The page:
Belgian photographer GNY (aka Gwenny Cooman, also known for her work in the band Mildreda) recently organized an exhibition of her work under the conceptual title “Steden Schuilen Niet Wanneer Het Regent” (Cities don’t seek shelter when it rains) in Wetteren (B).
For this project she also collaborated with artist and musician Yves Schelpe of Psy’Aviah who wrote a dark ambient soundtrack inspired by her work that played during the exhibition, reinforcing the atmosphere of the photographs, adding a unique sonic dimension to the exhibition, giving tones of hope and peace, but also of darkness and melancholy highlighting the contrasting sides of city and nature.
That soundtrack, “The Earth Keeps Spinning, Without Being Noticed”, is out now on Alfa Matrix as a download album (via Bandcamp) or as streaming via Spotify. Good to know, the Belgian national radio broadcast Klara already took one track, namely “The Escalator”, from the album to be used in a show for which you can see a video below.
We had a talk with both artists regarding this special collaboration.
SL: You never released an instrumental let alone an ambient album before, how did this one come about?
Yves/Psy’Aviah: After my previous, more or less traditional, album “Soul Searching” I set my eyes on working more on theatre soundtracks or atmospherical pieces. I did that a lot more in the early stages, but now I felt a need to go back to supporting a story, to collaborating on a different level and letting the music be supportive instead of dominant. I loved her photography work, and so when Gwenny asked me to do something for her closing night, I of course jumped on the opportunity.
SL: I presume you also listen to ambient then, many preferences?
Yves/Psy’Aviah: My ears are open to anything I like, so ambient is in the collection too… Let me say that I’m hugely inspired by work from Moby: I love how he layers piano and a ton of strings and pads. His ambient work is something I was drawn to from the get go. Other artists I like a lot are Mark Isham (his work for Black Mirror’s “Arkangel” for example), Eric Serra, Inon Zur (his soundtracks and solowork, especially the Dragon Age works are very much my cup of tea) Deuter (certainly albums “Prana Yoga” and “Atmospheres”), the more poppy Enigma (but check out his less beat-driven tracks like “The Dream Of The Dolphin”), Dirk Veulemans, Vangelis, and I could go on and on…
SL: I was actually quite surprised by this album, ambient tends to go nowhere in a lot of cases, but this one really has a true destination with tracks that develop nicely, I guess that your dream pop heart lays enough structures in there?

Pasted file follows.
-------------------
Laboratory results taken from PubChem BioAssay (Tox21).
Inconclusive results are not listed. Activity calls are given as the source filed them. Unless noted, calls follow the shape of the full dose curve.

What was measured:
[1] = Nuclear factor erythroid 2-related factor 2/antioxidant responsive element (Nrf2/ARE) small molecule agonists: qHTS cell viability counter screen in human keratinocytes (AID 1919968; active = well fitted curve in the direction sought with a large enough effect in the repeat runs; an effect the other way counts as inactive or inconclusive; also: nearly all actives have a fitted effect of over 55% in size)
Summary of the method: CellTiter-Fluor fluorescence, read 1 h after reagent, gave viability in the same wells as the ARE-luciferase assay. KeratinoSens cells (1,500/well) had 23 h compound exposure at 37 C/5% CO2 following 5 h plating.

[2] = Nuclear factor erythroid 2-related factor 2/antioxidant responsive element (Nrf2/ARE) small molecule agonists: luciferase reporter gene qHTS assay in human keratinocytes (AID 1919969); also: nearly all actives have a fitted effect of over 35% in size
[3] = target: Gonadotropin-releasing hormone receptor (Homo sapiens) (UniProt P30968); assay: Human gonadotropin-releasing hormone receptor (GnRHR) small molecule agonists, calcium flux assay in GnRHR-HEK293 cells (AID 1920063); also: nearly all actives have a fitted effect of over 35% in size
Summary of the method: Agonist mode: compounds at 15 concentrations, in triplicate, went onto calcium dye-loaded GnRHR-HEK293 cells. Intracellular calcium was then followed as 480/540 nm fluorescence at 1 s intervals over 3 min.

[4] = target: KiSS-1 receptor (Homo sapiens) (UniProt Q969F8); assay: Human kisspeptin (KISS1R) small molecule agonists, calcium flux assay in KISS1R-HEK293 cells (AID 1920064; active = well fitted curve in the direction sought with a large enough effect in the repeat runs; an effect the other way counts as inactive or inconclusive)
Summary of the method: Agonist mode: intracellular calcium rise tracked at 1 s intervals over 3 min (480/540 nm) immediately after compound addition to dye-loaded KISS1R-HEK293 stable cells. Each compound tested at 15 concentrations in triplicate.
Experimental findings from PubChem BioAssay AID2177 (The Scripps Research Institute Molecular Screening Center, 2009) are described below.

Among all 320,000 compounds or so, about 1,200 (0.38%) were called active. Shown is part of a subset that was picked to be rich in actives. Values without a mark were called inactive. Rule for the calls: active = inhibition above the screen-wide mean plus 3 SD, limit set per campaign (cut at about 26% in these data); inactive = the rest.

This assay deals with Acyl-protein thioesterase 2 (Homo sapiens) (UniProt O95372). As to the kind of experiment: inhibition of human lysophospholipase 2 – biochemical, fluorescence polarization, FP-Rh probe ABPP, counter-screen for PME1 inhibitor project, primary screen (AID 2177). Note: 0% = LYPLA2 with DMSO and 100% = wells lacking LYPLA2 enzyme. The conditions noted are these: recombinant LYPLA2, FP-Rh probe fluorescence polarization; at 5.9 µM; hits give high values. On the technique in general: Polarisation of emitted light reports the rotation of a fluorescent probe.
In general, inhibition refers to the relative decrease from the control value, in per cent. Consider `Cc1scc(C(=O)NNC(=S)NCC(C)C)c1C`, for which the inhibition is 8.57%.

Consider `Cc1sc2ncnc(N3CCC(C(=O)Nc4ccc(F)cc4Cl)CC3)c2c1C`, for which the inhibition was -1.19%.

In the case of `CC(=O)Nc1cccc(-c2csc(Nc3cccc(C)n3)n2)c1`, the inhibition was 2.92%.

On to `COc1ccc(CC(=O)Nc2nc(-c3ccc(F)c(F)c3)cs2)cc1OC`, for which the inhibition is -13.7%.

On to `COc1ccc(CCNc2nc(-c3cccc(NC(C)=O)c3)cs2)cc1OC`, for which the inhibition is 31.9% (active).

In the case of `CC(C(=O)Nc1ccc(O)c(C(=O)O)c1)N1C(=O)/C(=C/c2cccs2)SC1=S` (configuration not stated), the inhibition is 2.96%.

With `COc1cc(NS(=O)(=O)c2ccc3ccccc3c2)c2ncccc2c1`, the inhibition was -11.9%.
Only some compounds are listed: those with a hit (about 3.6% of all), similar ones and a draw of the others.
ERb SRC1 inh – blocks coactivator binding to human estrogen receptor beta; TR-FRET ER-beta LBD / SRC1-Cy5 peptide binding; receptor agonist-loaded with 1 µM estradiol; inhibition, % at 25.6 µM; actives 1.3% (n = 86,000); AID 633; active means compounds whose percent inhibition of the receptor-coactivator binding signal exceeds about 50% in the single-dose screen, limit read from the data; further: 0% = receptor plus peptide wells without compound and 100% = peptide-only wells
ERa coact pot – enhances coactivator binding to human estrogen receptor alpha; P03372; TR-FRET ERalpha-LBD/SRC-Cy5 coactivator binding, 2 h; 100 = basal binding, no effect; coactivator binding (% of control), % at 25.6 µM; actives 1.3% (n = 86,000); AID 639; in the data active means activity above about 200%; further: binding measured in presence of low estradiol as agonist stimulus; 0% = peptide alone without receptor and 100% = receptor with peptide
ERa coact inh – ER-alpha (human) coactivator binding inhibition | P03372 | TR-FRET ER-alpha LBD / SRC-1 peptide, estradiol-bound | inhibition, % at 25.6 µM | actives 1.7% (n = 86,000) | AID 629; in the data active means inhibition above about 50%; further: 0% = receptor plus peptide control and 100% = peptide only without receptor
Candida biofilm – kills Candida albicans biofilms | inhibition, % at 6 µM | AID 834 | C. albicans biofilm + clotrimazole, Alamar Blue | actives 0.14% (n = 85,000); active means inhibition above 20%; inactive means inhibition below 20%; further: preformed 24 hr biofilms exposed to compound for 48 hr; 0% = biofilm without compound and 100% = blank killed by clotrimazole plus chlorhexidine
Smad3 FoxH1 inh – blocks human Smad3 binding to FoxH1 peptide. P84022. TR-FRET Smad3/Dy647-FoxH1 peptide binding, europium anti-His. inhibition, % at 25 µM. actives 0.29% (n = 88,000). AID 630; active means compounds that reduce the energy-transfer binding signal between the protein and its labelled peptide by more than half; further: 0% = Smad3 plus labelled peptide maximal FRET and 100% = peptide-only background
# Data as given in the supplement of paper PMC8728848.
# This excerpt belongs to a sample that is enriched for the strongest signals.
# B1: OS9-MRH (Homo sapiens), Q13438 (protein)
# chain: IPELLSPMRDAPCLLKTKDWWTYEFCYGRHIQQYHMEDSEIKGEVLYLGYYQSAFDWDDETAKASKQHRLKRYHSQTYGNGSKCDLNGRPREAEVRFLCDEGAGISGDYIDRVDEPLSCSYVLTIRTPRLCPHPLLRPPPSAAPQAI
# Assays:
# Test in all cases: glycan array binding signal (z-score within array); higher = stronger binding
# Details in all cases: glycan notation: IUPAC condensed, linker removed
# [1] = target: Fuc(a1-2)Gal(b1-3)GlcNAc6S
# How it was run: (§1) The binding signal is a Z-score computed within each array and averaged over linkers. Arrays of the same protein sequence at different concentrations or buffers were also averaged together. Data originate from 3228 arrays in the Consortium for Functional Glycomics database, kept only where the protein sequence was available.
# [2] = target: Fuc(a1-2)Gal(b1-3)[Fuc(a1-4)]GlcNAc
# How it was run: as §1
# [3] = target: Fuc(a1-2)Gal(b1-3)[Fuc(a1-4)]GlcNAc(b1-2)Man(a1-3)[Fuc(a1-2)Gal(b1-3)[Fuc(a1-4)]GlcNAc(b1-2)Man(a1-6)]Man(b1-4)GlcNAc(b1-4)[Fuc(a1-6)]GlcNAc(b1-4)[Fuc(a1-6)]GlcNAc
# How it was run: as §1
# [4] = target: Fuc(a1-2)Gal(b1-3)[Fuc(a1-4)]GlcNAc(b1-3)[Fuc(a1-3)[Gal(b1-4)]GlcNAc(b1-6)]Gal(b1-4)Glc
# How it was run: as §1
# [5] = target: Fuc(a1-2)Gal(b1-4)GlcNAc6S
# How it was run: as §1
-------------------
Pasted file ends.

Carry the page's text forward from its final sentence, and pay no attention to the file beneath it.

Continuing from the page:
Yves/Psy’Aviah: Well, I think ambient is such a big umbrella term that people don’t find their way anymore in the vast amount of work and variety that exist in the genre, let alone what it means, or can mean, and end up listening to ambient music that isn’t their cup of tea… Just like every music genre ambient has so many genres, it’s impossible to describe them all.
There are indeed a few big broad distinctions: either you have a clear study of sound and sound patterns, in which it isn’t really music but a research project of what can be done. Then there’s the very experimental electro-acoustic work I know of Dirk Veulemans for example (he’s a fellow Belgian talent and well known for his work) – and apologies Dirk if I’d describe it wrong – but I feel their storytelling in the work is a big focus as well as experimentation – finding the boundaries of what music is. And then I think we have the more chill-out or soundtrack synthesizer music. We all know Vangelis and JMJ did pioneering work, it is a lot more focused on melodic elements. For me personally the storytelling is present, but also creating a kind of mood is important, certainly because it was written based upon existing photography work.
SL: How did you start on this one? Did you get to see Gwenny’s material on forehand?
Yves/Psy’Aviah: One can’t write music for an exhibition (unless that is the experiment of course) if you don’t know what the source material is, and if you don’t understand what the artist wants to evoke in terms of emotions. All this music is driven by Gwenny’s photography, by her vision and talking about her work. I do need to be drawn to something before it can inspire me, so it goes without saying that the emotions I experienced with the selected photography work of Gwenny on that exhibition were really strong, and very relatable. I could imagine certain things right off the bat. It’s in subtle ways such as the angles the photos are taken at, as well as the general subjects and the stories one can see behind them.
Gwenny Cooman: I think I saw Psy’Aviah’s first gig, and I was immediately overwhelmed. I remember thinking ‘okay, the new Praga Khan is born’. Psy’Aviah evolved and made their own sound and story, and I always liked the look and feel of the artwork and the content of the songs. Also, I noticed Yves carrying out street experiments and having other original crossover ideas. So I knew something exciting could be done.